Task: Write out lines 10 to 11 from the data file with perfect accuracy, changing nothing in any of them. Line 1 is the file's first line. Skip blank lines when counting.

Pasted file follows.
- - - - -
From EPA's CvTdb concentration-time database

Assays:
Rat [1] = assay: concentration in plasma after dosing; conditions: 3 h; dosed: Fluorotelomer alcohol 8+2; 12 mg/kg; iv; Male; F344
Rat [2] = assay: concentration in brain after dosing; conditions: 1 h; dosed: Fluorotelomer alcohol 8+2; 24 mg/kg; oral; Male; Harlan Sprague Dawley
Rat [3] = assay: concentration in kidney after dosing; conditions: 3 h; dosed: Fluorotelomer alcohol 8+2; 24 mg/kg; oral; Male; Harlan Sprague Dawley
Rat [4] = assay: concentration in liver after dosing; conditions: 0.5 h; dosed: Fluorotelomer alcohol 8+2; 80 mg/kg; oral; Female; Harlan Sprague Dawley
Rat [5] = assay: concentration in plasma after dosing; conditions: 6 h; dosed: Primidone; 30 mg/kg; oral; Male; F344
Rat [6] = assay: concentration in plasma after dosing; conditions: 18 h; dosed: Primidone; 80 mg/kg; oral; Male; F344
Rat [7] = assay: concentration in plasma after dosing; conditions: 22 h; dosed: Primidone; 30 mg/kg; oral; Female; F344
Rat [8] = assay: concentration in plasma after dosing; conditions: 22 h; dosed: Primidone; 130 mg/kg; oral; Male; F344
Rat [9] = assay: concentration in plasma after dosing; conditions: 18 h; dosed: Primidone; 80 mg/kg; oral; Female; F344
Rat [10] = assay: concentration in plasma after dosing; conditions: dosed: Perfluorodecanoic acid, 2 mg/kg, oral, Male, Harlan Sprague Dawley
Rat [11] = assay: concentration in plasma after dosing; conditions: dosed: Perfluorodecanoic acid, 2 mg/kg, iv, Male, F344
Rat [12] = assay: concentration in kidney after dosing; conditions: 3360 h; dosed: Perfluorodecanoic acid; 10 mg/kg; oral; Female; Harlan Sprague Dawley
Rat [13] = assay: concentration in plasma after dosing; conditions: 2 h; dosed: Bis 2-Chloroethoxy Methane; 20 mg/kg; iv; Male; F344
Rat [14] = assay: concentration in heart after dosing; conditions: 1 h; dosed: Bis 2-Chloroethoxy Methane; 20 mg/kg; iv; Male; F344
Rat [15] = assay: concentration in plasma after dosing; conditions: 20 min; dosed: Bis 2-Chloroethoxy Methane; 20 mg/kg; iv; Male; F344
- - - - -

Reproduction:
Rat [8] = assay: concentration in plasma after dosing; conditions: 22 h; dosed: Primidone; 130 mg/kg; oral; Male; F344
Rat [9] = assay: concentration in plasma after dosing; conditions: 18 h; dosed: Primidone; 80 mg/kg; oral; Female; F344